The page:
The best time to visit Galapagos is from December to May. Although the Galapagos Islands are beautiful all year round, these months offer temperatures from the early 1970s to the mid-1980s that provide pleasant conditions for hiking and rafting. And although this season often (but briefly) experience shower, the sun shines most of the day.
Between June and November, the Humboldt Current, which flows northwest to the west coast of South America, is introduced at lower temperatures and nutrient-rich water attracts rare fish and birds. Albatrosses and penguins are just a few of the species that you will notice at this time of year. During these months, however, longer rains occur, and the winds are stronger, which leads to a stronger sea. No matter when you are visiting, be aware that the government limits the number of passengers allowed on the islands at any time. You must, therefore, book several months in advance to secure the place.
Although short rains are common at this time of year, the abundance of sunlight and temperatures in the 70s and 80s make it an ideal time to spot the famous Galapagos wildlife. During these months, birds are regularly stopped, and from March to May, you can even spot small sea lions or sea turtles attacking the coast. This season also sees a plethora of spring flowers that limit the islands to color blasts and have cooler waves for those suffering from seasickness. From mid-December to mid-January is a popular time to visit, you must provide flights, cruises and accommodations several months in advance.
In cold weather, the current Humboldt (average in High 60 and Low 80) attracts a variety of underwater species with abundant oceanic nutrients, making this time of year the best time to dive and snorkel. These months are also when animal lovers can moan the sandy shore to see that blonde breasts perform their dance dances. However, the tourists go to the islands from mid-June to early September. Therefore, book in advance for reservations to ensure availability. Do not forget to bring an umbrella; Rainier Rain (locally known as Garua) is more common at this time of the year. You may want to take remedies for seasickness, even if you usually do not have the disease, as the sea is in winter from June to November.
Getting Around Galapagos Islands
The boat is the best way to the Galapagos Islands. The Galapagos Archipelago consists of more than 120 islands and islets, of which only 20 are large enough to save a spot on the map. You would like to arrange a multi-day organized cruise or a boat trip a few months in advance; Maritime cruises on luxury boats are often associated with high prices, especially during the season (from December to May). If you want to get out of the water, you can fly from Baltra (a small island north of Santa Cruz Island) to San Cristobal Island or Isabela Island.
You can fly to Galapagos from José Joaquín de Olmedo (GYE) Guayaquil International Airport in continental Ecuador. If you want to fly from Galactic International Airport from Quitine Mariscal Sucre (UIO), plan a stopover in Guayaquil and a further hour of flight time. TAME, LAN and Avianca Airlines offer flights to Seymour Airport (GPS) and San Cristóbal Airport (SCY). Most cruise operators arrange a meeting at each airport and transport it to your ship. If you want to visit islands without a guide, it is easy to drive from Baltra to Santa Cruz Island. To get to Puerto Ayora, take the public bus marked Muelle for 10 minutes by car to the ferry that goes to Santa Cruz. Upon arrival in Santa Cruz, take one of the islands by public bus or taxi 40 miles south to Puerto Ayora. Puerto Baquerizo Moreno and Puerto Villamil are a short drive from San Cristobal Airport or General Villamil (IBB) Airport.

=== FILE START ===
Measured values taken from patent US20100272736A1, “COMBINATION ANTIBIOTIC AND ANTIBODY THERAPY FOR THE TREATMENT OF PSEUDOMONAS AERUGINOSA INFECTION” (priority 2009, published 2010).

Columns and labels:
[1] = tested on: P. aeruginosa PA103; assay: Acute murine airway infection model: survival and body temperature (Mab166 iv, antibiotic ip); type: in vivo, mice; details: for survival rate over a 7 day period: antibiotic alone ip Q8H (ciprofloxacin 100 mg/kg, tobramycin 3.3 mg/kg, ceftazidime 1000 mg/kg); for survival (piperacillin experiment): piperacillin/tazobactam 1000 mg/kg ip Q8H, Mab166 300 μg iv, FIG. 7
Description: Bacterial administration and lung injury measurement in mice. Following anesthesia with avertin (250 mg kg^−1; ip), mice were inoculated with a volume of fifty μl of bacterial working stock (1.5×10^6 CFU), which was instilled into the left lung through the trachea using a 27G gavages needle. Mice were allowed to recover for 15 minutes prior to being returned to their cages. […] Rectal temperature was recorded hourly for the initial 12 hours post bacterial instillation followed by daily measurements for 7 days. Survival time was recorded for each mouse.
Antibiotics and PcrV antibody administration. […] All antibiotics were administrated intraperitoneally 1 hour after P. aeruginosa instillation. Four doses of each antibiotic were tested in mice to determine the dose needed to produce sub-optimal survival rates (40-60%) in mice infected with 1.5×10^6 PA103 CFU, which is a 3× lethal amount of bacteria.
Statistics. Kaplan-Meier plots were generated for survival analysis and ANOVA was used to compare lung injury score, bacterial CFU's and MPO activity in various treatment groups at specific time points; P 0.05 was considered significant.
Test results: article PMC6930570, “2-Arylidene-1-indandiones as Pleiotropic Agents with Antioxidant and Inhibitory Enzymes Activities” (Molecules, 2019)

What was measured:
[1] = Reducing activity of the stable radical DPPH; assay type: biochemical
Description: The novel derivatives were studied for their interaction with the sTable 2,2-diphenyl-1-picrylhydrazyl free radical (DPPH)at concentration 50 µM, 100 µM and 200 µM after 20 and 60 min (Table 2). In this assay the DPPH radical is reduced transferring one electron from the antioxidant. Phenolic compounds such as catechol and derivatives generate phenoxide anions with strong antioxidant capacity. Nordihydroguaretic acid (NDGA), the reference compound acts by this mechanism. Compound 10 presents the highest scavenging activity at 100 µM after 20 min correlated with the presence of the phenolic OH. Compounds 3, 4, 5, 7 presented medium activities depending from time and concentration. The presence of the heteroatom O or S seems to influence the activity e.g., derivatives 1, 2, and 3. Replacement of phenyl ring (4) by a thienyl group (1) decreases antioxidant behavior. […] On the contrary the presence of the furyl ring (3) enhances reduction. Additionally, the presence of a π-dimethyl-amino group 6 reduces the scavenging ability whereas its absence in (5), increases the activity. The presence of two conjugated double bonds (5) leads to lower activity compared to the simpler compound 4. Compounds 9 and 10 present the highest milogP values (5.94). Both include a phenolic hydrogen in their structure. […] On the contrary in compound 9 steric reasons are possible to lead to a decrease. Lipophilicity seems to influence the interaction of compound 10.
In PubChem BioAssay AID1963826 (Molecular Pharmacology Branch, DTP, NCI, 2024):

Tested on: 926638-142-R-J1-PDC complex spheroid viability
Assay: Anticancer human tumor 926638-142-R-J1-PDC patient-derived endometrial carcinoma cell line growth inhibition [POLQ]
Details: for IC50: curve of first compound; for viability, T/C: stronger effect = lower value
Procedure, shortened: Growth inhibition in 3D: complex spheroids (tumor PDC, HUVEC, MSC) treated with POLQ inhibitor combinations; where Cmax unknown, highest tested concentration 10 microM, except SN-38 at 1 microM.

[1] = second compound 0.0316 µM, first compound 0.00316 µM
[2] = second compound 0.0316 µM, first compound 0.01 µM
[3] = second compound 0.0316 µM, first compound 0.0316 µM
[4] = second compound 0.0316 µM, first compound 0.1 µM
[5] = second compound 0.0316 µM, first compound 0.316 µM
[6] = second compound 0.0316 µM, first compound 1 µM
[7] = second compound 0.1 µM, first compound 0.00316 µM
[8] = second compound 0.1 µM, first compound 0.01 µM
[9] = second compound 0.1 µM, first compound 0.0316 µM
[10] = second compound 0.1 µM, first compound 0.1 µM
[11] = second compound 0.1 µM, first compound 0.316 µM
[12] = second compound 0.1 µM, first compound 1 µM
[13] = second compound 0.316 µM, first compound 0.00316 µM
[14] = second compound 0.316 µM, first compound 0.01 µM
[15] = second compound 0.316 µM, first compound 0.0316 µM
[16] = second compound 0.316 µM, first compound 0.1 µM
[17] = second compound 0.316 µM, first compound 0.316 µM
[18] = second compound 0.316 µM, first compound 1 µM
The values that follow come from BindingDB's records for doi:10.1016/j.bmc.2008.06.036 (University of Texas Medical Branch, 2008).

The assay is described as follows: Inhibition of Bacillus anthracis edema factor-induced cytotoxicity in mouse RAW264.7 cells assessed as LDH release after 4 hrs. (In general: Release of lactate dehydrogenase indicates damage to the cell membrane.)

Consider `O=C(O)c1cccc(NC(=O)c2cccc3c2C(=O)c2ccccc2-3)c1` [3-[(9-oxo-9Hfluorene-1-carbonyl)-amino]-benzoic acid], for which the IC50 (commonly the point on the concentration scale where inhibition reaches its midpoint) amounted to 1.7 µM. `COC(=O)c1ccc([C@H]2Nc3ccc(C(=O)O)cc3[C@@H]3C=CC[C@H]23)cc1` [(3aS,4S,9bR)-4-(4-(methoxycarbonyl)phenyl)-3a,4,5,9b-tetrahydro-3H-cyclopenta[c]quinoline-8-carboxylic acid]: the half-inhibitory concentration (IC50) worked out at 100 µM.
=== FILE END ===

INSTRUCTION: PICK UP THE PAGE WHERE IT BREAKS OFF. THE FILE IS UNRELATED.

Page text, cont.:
Why go to the Galapagos Islands?
With their disjointed terrain and notoriously fearless creatures – from sea lions to lizards – the Galapagos Islands isolate those looking for exciting encounters with nature. Where else can you track Giant Tortoises grazing on high hoops, shortsighted penguins projecting the equator or blue legs, copying your single mating rhythm to your camera’s flash without recoil? More than 100 years after Charles Darwin’s visit during his legendary journey to the HMS Beagle; adventurers use their steps as a guide to their extraordinary journey.
Best Things to Do in Galapagos Islands
The different Galapagos Islands are incredibly different. Some have impressive active volcanoes while others scream for idyllic beaches and remote game reserves. If you are planning a longer visit, you will explore them all. However, if you have time constraints, you must create a selective route. Lovers of wild desire to point to the small town of Puerto Ayora on the island of Santa Cruz to visit Charles Darwin’s research center before settling in the southwest for sawing designers in the sun along Tortuga Bay in Santa Cruz. Undaunted hikers enjoy the Siriri Negre Research, an active volcanic island of Isabela, while aquatic animal lovers like to share the water with tropical fish while swimming or snorkeling. Regardless of the movements of your interest, you should take the time to discover the intact Galapagos landscapes and their interactions with their majestic creatures.